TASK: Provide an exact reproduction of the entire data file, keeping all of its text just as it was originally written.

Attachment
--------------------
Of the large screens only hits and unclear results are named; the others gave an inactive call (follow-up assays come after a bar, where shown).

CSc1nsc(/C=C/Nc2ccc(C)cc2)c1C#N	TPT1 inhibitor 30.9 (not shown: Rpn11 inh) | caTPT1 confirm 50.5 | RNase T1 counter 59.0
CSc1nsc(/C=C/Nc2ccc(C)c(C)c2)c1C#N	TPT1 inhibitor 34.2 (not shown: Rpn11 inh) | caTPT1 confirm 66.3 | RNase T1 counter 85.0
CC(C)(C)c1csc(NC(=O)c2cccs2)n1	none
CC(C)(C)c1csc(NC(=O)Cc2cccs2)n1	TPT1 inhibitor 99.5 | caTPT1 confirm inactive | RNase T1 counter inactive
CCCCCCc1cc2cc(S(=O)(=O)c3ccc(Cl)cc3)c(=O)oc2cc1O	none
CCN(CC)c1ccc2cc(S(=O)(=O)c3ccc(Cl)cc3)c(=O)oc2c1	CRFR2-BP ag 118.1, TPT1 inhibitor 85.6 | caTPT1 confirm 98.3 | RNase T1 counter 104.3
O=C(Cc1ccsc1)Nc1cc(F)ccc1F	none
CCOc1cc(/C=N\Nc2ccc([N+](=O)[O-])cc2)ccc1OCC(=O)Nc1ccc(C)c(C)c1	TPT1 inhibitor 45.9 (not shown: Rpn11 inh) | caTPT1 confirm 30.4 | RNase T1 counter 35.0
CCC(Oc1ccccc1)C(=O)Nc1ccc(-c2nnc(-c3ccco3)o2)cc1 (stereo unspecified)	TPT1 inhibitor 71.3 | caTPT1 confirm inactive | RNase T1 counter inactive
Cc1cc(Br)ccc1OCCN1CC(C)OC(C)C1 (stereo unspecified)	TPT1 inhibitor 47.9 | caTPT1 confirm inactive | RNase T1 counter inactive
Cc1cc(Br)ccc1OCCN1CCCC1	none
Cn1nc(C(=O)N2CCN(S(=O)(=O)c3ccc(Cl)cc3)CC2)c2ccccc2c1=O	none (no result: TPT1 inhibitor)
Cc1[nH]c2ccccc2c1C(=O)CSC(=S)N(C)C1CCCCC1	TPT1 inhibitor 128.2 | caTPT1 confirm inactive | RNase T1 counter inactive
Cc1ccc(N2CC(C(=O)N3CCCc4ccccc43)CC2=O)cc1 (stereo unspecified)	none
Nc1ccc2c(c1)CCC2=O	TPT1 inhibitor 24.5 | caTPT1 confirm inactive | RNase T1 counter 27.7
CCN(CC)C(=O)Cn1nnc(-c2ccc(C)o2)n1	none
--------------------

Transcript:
Of the large screens only hits and unclear results are named; the others gave an inactive call (follow-up assays come after a bar, where shown).

CSc1nsc(/C=C/Nc2ccc(C)cc2)c1C#N	TPT1 inhibitor 30.9 (not shown: Rpn11 inh) | caTPT1 confirm 50.5 | RNase T1 counter 59.0
CSc1nsc(/C=C/Nc2ccc(C)c(C)c2)c1C#N	TPT1 inhibitor 34.2 (not shown: Rpn11 inh) | caTPT1 confirm 66.3 | RNase T1 counter 85.0
CC(C)(C)c1csc(NC(=O)c2cccs2)n1	none
CC(C)(C)c1csc(NC(=O)Cc2cccs2)n1	TPT1 inhibitor 99.5 | caTPT1 confirm inactive | RNase T1 counter inactive
CCCCCCc1cc2cc(S(=O)(=O)c3ccc(Cl)cc3)c(=O)oc2cc1O	none
CCN(CC)c1ccc2cc(S(=O)(=O)c3ccc(Cl)cc3)c(=O)oc2c1	CRFR2-BP ag 118.1, TPT1 inhibitor 85.6 | caTPT1 confirm 98.3 | RNase T1 counter 104.3
O=C(Cc1ccsc1)Nc1cc(F)ccc1F	none
CCOc1cc(/C=N\Nc2ccc([N+](=O)[O-])cc2)ccc1OCC(=O)Nc1ccc(C)c(C)c1	TPT1 inhibitor 45.9 (not shown: Rpn11 inh) | caTPT1 confirm 30.4 | RNase T1 counter 35.0
CCC(Oc1ccccc1)C(=O)Nc1ccc(-c2nnc(-c3ccco3)o2)cc1 (stereo unspecified)	TPT1 inhibitor 71.3 | caTPT1 confirm inactive | RNase T1 counter inactive
Cc1cc(Br)ccc1OCCN1CC(C)OC(C)C1 (stereo unspecified)	TPT1 inhibitor 47.9 | caTPT1 confirm inactive | RNase T1 counter inactive
Cc1cc(Br)ccc1OCCN1CCCC1	none
Cn1nc(C(=O)N2CCN(S(=O)(=O)c3ccc(Cl)cc3)CC2)c2ccccc2c1=O	none (no result: TPT1 inhibitor)
Cc1[nH]c2ccccc2c1C(=O)CSC(=S)N(C)C1CCCCC1	TPT1 inhibitor 128.2 | caTPT1 confirm inactive | RNase T1 counter inactive
Cc1ccc(N2CC(C(=O)N3CCCc4ccccc43)CC2=O)cc1 (stereo unspecified)	none
Nc1ccc2c(c1)CCC2=O	TPT1 inhibitor 24.5 | caTPT1 confirm inactive | RNase T1 counter 27.7
CCN(CC)C(=O)Cn1nnc(-c2ccc(C)o2)n1	none